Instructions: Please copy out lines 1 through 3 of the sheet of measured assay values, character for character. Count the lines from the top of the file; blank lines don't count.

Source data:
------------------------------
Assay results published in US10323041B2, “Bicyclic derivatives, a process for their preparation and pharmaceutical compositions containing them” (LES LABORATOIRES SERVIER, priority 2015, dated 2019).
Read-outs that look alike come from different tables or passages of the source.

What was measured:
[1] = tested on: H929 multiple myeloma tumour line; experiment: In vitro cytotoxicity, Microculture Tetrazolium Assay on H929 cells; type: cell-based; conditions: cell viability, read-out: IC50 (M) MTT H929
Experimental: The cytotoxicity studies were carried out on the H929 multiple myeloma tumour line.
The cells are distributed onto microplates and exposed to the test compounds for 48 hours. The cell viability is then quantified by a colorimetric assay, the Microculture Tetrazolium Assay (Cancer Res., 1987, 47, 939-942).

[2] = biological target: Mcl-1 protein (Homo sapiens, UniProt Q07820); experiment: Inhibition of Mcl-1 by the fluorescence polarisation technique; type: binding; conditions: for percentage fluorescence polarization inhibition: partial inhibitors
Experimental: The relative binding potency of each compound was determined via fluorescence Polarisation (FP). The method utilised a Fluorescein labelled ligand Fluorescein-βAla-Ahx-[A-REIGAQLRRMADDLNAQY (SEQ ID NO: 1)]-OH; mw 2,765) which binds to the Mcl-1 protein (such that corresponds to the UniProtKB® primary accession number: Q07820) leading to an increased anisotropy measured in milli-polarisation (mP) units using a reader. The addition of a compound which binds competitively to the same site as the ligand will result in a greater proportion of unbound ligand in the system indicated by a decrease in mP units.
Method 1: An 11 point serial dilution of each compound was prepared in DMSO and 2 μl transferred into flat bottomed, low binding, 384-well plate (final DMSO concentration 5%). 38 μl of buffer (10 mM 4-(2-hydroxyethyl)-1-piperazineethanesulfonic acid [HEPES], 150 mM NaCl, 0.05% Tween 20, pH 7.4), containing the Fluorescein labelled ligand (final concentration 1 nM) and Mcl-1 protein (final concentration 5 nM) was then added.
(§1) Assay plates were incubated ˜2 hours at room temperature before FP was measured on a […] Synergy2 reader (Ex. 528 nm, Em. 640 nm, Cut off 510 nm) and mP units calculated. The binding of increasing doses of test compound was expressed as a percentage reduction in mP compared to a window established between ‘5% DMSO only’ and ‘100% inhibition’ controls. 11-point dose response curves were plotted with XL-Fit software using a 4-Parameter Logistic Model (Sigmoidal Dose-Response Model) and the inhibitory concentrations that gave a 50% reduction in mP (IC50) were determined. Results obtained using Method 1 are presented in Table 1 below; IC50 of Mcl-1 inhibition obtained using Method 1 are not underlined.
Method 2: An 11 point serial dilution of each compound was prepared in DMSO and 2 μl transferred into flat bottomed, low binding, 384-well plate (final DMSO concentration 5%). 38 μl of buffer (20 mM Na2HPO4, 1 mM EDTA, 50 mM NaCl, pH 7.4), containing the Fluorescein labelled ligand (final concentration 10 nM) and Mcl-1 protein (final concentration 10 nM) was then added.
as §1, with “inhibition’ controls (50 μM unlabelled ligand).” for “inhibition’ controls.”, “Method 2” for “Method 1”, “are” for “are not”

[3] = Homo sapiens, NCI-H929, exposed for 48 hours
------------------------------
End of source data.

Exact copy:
Assay results published in US10323041B2, “Bicyclic derivatives, a process for their preparation and pharmaceutical compositions containing them” (LES LABORATOIRES SERVIER, priority 2015, dated 2019).
Read-outs that look alike come from different tables or passages of the source.

What was measured: